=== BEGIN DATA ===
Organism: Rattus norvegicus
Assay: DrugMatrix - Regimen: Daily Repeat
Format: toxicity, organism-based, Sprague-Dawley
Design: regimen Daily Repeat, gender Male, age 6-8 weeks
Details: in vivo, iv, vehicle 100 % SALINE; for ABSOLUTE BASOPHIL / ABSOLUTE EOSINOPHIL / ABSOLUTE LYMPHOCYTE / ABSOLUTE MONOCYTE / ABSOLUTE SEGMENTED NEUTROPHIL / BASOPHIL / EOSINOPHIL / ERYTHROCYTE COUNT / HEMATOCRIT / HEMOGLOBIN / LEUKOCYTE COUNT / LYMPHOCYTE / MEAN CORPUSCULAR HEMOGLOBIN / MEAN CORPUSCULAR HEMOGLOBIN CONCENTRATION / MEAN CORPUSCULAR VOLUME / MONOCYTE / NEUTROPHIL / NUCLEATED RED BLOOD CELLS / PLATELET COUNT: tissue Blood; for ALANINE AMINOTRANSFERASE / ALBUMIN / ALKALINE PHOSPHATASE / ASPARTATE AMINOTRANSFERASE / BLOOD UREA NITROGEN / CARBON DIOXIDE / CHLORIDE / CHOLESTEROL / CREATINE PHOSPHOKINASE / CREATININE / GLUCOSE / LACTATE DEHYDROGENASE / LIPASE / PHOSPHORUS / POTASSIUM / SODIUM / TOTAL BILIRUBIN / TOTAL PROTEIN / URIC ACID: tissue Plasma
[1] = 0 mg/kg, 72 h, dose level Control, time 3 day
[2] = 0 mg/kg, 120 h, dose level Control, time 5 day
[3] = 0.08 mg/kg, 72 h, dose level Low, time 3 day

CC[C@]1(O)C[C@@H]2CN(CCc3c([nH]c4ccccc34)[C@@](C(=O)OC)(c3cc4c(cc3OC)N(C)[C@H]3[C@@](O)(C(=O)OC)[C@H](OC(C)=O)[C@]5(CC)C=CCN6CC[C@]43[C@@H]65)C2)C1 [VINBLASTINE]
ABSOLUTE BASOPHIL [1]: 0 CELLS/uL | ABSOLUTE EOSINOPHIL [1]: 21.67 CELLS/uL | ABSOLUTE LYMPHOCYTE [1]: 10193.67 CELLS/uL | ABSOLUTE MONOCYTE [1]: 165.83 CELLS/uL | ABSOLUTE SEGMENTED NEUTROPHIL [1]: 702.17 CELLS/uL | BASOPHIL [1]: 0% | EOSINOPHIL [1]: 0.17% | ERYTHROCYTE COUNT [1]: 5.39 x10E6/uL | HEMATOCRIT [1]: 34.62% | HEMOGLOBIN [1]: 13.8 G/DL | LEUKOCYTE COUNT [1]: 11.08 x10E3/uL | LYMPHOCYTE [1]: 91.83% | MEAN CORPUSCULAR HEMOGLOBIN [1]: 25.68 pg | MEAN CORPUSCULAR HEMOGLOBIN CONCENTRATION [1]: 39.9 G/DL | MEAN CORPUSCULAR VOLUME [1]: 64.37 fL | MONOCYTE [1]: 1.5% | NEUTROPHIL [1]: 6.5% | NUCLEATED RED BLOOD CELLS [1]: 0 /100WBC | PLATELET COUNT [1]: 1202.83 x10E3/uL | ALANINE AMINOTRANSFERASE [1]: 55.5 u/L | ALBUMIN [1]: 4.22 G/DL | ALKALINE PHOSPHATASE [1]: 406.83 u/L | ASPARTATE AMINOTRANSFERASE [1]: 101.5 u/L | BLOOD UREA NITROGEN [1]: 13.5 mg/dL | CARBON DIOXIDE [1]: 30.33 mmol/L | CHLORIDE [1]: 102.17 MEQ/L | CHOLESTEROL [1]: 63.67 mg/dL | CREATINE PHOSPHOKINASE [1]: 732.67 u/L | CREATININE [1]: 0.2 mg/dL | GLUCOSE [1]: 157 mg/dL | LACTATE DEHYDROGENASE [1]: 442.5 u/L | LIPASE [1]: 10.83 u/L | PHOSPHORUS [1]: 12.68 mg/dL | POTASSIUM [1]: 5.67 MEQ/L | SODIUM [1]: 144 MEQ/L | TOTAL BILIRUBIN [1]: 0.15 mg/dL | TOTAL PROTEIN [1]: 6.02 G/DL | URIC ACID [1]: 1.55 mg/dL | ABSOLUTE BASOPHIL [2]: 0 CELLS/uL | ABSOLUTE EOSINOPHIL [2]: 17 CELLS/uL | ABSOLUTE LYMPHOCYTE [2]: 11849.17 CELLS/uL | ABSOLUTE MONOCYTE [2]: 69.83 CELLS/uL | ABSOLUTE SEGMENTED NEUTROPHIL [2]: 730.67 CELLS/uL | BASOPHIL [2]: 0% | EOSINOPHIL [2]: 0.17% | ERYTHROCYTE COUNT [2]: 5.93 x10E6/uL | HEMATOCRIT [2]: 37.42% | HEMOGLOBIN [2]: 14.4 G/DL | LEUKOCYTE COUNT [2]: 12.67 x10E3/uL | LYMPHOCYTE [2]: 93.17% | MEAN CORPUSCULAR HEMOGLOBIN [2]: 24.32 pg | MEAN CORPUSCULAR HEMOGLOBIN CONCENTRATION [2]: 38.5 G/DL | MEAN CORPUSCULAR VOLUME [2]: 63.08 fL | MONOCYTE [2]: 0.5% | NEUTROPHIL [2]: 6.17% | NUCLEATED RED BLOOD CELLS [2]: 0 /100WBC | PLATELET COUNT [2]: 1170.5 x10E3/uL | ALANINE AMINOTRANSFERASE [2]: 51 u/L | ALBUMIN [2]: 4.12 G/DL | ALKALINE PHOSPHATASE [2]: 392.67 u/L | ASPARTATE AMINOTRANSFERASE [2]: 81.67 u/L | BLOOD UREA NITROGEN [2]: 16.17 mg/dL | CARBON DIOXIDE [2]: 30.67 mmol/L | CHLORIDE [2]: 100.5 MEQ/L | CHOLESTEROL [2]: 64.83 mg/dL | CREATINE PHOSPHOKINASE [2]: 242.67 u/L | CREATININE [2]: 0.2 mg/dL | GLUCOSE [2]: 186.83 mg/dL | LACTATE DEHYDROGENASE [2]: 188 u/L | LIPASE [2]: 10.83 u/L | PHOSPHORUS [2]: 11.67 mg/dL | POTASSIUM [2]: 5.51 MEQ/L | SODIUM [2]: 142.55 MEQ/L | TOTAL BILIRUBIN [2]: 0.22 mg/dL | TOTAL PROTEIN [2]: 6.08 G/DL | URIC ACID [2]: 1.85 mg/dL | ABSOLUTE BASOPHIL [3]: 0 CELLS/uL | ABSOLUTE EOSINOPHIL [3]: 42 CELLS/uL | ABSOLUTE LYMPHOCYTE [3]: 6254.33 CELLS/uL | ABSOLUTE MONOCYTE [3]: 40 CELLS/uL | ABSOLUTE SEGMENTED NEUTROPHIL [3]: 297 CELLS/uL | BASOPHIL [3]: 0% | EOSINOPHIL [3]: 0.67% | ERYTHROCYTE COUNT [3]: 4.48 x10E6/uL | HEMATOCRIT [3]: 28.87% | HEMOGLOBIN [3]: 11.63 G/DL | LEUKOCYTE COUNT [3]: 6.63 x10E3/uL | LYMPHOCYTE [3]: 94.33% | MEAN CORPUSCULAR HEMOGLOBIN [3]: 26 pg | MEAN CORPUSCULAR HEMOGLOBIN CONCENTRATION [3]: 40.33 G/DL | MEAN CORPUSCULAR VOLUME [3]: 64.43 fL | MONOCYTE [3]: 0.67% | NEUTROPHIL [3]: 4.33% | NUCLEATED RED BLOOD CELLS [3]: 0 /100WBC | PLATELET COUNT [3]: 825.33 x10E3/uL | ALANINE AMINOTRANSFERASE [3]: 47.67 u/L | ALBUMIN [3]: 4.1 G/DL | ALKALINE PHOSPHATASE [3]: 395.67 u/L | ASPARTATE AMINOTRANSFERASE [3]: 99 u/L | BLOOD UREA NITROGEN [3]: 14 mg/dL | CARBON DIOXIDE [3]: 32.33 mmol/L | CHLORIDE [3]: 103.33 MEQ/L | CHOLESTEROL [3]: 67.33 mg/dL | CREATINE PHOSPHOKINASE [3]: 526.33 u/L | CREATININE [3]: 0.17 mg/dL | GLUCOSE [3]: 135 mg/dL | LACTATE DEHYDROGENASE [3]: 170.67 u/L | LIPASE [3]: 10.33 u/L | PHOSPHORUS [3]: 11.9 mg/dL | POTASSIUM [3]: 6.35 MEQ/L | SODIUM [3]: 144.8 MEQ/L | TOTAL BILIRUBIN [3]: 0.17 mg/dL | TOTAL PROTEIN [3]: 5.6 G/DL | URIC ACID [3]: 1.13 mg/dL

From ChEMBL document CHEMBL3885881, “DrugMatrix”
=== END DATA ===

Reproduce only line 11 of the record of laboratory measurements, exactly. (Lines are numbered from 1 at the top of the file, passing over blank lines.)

From ChEMBL document CHEMBL3885881, “DrugMatrix”